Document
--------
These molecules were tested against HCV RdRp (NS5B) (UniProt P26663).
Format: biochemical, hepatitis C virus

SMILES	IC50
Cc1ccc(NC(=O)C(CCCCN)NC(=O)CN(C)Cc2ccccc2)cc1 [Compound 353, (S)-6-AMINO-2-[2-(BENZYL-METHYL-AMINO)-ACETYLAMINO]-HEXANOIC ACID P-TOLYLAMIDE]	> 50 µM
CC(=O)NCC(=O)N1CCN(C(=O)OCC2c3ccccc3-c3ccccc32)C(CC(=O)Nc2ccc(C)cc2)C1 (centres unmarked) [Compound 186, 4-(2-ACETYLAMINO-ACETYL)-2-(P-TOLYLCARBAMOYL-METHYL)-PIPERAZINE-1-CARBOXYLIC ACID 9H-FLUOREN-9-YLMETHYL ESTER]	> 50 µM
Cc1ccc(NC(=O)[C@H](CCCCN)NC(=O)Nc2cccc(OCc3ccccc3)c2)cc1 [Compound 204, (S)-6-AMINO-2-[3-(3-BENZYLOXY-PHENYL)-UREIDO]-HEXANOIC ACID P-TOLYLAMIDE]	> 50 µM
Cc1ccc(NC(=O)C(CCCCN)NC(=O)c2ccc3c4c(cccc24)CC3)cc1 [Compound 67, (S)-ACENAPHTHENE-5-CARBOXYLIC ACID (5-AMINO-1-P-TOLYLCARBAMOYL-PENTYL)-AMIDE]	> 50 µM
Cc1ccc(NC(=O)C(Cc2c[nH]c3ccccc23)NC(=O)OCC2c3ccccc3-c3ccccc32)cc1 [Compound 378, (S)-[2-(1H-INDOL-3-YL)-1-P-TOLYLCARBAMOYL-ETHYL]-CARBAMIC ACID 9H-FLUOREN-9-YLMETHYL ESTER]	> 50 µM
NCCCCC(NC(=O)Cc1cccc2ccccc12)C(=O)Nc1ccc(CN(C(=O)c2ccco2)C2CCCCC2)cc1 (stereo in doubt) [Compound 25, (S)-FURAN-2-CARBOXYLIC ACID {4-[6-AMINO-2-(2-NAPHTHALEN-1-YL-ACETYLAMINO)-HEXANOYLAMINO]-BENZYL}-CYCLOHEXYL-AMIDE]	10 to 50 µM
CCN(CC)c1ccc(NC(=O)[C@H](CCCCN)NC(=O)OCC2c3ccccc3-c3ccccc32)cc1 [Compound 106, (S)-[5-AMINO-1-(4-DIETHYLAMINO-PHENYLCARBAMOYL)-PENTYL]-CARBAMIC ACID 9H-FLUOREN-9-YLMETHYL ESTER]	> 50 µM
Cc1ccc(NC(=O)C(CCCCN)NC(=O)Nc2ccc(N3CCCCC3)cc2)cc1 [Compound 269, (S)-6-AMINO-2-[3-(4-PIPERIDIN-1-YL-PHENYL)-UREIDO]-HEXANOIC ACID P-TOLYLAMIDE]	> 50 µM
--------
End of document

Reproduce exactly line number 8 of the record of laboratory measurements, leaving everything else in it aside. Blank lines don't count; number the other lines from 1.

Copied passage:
Cc1ccc(NC(=O)C(Cc2c[nH]c3ccccc23)NC(=O)OCC2c3ccccc3-c3ccccc32)cc1 [Compound 378, (S)-[2-(1H-INDOL-3-YL)-1-P-TOLYLCARBAMOYL-ETHYL]-CARBAMIC ACID 9H-FLUOREN-9-YLMETHYL ESTER]	> 50 µM